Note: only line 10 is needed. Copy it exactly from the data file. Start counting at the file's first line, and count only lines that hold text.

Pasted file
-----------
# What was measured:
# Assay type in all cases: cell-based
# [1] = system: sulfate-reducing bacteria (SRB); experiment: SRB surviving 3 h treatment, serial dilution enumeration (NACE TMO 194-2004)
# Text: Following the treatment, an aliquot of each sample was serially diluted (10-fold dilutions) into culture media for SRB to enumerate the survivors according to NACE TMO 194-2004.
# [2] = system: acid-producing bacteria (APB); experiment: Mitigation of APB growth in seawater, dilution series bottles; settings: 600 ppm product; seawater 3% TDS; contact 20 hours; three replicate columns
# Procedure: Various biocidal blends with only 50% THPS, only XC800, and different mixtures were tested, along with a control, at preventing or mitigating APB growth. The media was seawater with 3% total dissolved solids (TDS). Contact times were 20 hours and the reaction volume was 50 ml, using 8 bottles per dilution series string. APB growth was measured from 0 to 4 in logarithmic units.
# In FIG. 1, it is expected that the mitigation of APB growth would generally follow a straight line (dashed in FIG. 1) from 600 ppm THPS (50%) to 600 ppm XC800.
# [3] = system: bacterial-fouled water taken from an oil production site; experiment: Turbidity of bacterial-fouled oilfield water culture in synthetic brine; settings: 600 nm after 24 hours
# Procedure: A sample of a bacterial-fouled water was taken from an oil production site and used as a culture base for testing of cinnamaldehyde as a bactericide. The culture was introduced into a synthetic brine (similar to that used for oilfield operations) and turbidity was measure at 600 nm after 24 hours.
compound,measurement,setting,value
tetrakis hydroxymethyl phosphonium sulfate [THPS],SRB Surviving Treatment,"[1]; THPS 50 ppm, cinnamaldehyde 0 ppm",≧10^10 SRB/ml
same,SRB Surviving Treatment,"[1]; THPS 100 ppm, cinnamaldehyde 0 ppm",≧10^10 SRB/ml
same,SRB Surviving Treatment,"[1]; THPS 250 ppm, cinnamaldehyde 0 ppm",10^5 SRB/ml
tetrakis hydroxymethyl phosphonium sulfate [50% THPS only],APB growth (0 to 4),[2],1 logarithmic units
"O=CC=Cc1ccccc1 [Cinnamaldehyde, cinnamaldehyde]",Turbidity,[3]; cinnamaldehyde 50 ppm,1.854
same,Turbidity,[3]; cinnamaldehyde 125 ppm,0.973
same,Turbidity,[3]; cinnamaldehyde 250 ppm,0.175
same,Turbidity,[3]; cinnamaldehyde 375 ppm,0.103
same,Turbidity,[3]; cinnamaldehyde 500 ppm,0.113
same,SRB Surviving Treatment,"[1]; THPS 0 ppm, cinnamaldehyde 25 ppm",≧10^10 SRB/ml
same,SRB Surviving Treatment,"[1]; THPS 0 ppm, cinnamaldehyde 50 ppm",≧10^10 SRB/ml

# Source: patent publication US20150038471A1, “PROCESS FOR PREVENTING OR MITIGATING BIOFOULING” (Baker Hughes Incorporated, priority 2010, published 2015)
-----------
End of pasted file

compound,measurement,setting,value